The first and formative 5-year Kaiāwhina Workforce Action Plan 2015-2020 concluded in June 2020, having helped to build an enduring foundation for the future of the Kaiāwhina workforce.
The term ‘Kaiāwhina’ is a taonga (treasure) that embodies the core essence and nature of an essential health and disability workforce that is passionate, resilient, diverse, skilled and committed to supporting wellbeing outcomes, with origins that stem from a desire to create a term to replace demeaning labels such as ‘non-regulated’ or ‘unregulated’.
Led by a partnership between Careerforce and the Ministry of Health, the Kaiāwhina Workforce Taskforce, made up of a broad range of health and disability sector leaders, has provided governance leadership for the delivery of the Plan’s 53 actions. To ensure that the momentum gained continues, the Health Workforce Advisory Board has added their support to this important mahi.
The new programme of work drawn from workforce stakeholders over recent months, has five core priorities that form the framework of the Plan’s focus:
1. Building cultural capability
2. Connecting Kaiāwhina
3. Accelerating new ways of working and eco-system thinking
4. Creating workforce knowledge and data
5. Supplying and developing the workforce
Supporting tino rangatiratanga (self-determination) for this essential workforce, the vision is to amplify the Kaiāwhina voice in the governance and implementation of the Plan for the next period; 2020-2025.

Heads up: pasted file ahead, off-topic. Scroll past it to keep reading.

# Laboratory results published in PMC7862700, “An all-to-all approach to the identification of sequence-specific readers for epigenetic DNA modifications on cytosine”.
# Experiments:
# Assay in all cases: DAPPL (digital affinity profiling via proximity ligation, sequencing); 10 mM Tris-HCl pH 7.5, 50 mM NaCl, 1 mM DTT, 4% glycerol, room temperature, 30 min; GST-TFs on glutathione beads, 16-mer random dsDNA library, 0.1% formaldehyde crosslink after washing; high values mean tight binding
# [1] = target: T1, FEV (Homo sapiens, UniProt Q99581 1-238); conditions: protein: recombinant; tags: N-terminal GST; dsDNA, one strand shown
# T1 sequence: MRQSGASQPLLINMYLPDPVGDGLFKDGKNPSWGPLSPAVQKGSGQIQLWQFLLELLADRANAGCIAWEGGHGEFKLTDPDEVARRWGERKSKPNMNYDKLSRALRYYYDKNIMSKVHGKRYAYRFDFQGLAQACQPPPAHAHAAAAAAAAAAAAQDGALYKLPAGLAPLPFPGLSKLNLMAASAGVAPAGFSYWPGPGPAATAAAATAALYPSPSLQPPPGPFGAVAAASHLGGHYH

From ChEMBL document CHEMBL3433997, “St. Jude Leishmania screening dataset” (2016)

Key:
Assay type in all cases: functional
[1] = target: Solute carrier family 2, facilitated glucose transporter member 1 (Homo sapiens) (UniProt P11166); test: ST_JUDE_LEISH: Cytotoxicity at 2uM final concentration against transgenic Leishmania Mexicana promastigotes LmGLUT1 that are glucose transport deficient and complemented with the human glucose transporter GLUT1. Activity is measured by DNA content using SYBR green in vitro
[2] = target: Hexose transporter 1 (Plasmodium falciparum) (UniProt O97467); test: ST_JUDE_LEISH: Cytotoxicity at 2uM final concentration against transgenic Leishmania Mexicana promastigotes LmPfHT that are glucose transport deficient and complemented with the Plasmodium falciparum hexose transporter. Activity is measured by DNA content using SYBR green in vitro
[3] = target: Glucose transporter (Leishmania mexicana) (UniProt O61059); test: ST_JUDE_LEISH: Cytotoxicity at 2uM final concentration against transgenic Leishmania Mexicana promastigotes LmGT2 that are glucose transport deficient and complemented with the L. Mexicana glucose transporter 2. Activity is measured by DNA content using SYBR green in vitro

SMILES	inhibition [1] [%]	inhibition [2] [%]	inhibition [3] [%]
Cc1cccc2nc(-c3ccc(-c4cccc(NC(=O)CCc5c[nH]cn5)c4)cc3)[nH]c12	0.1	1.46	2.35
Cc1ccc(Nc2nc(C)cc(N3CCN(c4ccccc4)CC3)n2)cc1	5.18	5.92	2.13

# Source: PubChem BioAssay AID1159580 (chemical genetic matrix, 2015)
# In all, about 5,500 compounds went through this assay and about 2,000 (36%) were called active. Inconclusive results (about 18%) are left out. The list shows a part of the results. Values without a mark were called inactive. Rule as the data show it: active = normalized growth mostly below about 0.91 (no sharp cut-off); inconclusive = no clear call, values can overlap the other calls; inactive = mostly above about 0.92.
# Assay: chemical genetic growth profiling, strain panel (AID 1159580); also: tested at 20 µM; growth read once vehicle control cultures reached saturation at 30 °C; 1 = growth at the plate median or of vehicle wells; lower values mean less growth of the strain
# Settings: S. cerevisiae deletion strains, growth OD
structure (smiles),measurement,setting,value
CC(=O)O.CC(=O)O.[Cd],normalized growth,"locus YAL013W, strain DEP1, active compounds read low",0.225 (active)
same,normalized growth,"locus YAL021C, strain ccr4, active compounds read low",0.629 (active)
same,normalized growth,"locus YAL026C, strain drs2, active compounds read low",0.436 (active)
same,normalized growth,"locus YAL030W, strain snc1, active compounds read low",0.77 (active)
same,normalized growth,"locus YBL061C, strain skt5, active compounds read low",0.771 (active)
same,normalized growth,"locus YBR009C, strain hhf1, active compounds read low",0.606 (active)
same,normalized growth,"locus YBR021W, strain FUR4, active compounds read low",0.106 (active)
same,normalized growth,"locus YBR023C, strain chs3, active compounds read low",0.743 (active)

Careerforce CE and co-chair of the Kaiāwhina Workforce Taskforce, Jane Wenman comments “we are delighted to see reference to this important workforce (Kaiāwhina) in the recommendations from the Health and Disability System Review lead by Heather Simpson. It’s another example that Kaiāwhina are now on the radar of sector leaders and seen as being a significant contribution to the wellbeing of New Zealanders”
As New Zealand’s population grows and ages, it is vital that Kaiāwhina continue to be developed and supported to achieve their full potential as members of the interprofessional team. The Plan aims to increase the visibility and profile of this essential workforce as valuable, competent, and integral members of the New Zealand health and disability system.
Wenman adds “Guidance from the workforce itself will be integral to navigating and informing the next part of the Kaiawhina journey, and we hope that we can support Kaiāwhina to step forward to help us”.
Networks to support each priority are being established. We welcome interest from the workforce and other sector stakeholders to help shape and influence the output of Plan’s work. If you would like more information on the Kaiawhina Workforce Action Plan or how to be involved please contact Sarah Jeffares at email@example.com
Mā te whiritahi, ka whakatutuki ai ngā pūmanawa ā tāngata
Together weaving the realisation of potential